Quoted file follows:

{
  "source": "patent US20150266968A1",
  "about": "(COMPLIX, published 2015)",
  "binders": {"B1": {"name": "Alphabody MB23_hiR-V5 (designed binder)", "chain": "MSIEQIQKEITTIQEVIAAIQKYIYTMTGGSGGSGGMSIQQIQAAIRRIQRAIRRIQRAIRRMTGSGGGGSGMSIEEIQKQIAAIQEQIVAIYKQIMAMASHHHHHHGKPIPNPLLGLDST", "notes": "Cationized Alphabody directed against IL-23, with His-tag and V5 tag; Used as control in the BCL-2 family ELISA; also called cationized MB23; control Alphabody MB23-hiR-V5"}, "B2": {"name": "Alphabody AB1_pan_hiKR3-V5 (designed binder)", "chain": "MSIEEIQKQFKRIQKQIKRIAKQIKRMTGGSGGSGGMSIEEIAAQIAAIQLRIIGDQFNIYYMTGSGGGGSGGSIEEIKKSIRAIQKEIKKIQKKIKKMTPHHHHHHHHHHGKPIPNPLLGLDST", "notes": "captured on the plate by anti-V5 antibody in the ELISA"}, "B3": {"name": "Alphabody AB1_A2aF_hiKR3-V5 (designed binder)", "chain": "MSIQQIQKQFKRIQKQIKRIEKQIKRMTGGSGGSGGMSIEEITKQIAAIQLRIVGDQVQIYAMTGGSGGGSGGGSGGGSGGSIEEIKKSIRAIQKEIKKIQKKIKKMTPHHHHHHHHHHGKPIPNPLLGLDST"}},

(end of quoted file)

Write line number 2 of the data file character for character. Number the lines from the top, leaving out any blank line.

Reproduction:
  "source": "patent US20150266968A1",